JLL Tapped for Role in Redeveloping Pittsburgh’s Civic Arena Site
- Jun 12, 2012
By Scott Baltic, Contributing Editor
The National Hockey League’s Pittsburgh Penguins have selected Jones Lang LaSalle Inc. as the organization’s representative for the redevelopment of the former Civic Arena site in downtown Pittsburgh. The two entities will work to complete a financially feasible master plan for redevelopment of the 28-acre site.
The proposal for the mixed-use live-work-play community includes 1,200 units of housing, 600,000 square feet of office space and 250,000 square feet of retail space, with LEED Neighborhood Development accreditation.
As owner’s representative, JLL will assist the Penguins organization throughout the planning process, engaging with community members, regional stakeholders and local political leaders, and later by marketing the project to prospective developers, financing sources and tenants.
The process will also include market and financial analysis and review, developing a master plan and reviewing infrastructure, public review and program refinement, working with public agencies to develop and deliver the necessary infrastructure, and leading efforts for ongoing property management and development.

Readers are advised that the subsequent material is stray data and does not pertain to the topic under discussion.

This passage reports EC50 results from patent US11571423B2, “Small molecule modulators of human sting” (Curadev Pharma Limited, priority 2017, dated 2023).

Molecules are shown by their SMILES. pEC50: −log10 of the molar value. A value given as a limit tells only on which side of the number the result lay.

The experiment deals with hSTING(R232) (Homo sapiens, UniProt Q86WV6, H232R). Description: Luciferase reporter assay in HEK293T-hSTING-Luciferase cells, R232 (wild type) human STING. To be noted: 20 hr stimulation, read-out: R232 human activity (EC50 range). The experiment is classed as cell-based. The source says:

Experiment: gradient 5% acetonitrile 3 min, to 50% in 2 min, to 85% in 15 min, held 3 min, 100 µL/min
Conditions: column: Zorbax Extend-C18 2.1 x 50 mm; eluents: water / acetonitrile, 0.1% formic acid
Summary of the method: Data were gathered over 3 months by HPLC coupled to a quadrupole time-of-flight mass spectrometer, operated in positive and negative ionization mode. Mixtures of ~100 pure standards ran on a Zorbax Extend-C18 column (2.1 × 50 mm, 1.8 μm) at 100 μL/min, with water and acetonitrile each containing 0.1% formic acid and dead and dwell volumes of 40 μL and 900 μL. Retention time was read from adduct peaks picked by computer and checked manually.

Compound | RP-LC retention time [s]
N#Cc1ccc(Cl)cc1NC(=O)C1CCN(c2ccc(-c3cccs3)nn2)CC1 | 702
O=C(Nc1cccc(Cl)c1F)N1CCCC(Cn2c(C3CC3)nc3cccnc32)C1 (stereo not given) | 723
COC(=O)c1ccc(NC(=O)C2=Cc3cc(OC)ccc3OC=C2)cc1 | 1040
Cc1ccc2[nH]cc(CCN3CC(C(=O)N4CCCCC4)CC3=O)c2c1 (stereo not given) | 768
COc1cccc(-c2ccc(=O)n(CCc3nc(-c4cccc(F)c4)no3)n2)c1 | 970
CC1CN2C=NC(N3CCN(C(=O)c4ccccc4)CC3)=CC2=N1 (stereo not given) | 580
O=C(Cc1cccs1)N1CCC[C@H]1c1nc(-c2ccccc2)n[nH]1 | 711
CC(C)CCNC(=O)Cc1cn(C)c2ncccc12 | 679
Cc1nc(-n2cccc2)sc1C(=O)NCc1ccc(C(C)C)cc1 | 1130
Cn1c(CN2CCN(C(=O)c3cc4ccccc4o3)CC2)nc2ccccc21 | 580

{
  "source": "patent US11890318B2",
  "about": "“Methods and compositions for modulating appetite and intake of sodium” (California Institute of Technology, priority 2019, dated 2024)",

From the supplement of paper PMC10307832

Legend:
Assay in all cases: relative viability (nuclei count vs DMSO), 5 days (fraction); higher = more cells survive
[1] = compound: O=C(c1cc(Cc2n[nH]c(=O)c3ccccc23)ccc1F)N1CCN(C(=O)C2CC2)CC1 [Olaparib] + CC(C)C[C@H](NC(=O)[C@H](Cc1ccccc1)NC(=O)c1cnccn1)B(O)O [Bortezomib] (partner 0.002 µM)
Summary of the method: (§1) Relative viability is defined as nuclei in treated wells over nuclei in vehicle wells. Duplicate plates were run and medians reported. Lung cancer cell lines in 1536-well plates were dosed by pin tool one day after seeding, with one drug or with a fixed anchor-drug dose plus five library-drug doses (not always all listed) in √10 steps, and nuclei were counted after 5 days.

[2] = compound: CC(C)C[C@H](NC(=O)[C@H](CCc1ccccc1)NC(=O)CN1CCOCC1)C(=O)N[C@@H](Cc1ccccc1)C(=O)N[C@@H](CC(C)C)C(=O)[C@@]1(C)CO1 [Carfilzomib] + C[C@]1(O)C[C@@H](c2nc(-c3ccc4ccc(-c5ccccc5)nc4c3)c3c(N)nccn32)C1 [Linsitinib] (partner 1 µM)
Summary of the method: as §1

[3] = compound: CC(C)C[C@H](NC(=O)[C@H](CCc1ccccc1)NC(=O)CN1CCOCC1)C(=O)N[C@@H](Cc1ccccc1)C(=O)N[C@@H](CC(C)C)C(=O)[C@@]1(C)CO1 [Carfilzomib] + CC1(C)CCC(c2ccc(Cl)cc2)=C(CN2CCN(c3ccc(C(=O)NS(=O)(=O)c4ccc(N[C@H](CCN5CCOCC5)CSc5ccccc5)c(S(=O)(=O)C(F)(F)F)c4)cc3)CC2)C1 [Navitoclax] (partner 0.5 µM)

Completed in 1961, the Civic Arena, later known as Mellon Arena, was the Penguins’ home from 1967 till 2010, when the team, and the arena’s other users, moved across the street to Consol Energy Center. Nicknamed The Igloo, the arena reportedly was the first of its size in the world to boast a retractable roof. Demolition began last September and was largely finished by March.
J.C. Pelusi, JLL’s market director for the Pittsburgh region, told Commercial Property Executive that under an agreement with the arena’s current owner, the Sports & Exhibition Authority of Pittsburgh and Allegheny County, title to the 28-acre parcel will transfer to the Penguins organization over a 10-year period.
Kevin Wayer, JLL’s co-president of public institutions, estimated that due diligence and entitlement will take between 12 and 24 months. He noted metro Pittsburgh’s healthy economy and strong demand for office space, based in particular on the area’s healthcare, higher education and energy sectors.
Pelusi said the site currently consists mostly of parking lots, so infrastructure will be a focus of the project’s initial phases.
He emphasized that there are few examples of such a sizable parcel in a major city setting and noted that the proposed mix of uses is tentative. The eventual configuration, over a buildout period of probably five to 10 years, he said, will be shaped by how the market evolves over that time.